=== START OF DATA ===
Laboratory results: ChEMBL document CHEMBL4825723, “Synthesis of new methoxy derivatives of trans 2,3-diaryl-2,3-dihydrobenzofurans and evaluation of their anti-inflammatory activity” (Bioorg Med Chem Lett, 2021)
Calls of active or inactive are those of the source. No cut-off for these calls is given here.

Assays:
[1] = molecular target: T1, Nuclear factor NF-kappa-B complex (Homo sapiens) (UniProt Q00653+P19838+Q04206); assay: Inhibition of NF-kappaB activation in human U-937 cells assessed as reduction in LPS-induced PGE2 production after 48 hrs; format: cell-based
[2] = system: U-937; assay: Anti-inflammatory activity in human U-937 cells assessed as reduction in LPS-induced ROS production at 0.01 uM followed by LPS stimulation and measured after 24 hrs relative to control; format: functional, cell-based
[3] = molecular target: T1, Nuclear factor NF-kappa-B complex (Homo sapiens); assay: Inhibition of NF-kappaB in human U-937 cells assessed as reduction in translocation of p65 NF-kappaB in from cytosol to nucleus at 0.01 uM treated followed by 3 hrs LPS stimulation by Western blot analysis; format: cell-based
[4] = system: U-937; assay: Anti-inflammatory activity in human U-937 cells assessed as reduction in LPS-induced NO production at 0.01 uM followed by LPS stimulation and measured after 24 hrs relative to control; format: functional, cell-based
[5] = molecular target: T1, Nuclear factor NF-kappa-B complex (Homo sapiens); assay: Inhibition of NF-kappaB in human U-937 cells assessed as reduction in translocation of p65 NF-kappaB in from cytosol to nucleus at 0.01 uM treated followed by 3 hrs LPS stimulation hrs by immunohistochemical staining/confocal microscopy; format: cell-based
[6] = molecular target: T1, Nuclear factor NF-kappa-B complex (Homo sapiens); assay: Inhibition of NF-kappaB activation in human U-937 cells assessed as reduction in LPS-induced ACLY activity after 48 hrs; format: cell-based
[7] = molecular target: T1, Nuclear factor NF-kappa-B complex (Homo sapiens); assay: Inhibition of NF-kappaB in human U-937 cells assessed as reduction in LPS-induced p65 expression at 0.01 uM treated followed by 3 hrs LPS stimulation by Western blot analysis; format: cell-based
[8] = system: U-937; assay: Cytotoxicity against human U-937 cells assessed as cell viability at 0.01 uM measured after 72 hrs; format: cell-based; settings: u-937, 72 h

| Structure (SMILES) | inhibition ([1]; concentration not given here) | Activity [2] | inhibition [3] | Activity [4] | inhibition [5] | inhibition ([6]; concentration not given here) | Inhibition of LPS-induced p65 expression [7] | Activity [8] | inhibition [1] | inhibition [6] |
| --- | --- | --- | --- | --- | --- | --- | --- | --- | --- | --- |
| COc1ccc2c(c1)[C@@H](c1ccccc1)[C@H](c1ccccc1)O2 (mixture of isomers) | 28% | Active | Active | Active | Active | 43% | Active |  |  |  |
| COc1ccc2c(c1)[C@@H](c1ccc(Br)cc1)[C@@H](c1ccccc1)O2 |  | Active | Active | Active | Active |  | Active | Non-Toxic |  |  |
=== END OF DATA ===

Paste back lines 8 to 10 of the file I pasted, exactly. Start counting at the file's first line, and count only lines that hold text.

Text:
[5] = molecular target: T1, Nuclear factor NF-kappa-B complex (Homo sapiens); assay: Inhibition of NF-kappaB in human U-937 cells assessed as reduction in translocation of p65 NF-kappaB in from cytosol to nucleus at 0.01 uM treated followed by 3 hrs LPS stimulation hrs by immunohistochemical staining/confocal microscopy; format: cell-based
[6] = molecular target: T1, Nuclear factor NF-kappa-B complex (Homo sapiens); assay: Inhibition of NF-kappaB activation in human U-937 cells assessed as reduction in LPS-induced ACLY activity after 48 hrs; format: cell-based
[7] = molecular target: T1, Nuclear factor NF-kappa-B complex (Homo sapiens); assay: Inhibition of NF-kappaB in human U-937 cells assessed as reduction in LPS-induced p65 expression at 0.01 uM treated followed by 3 hrs LPS stimulation by Western blot analysis; format: cell-based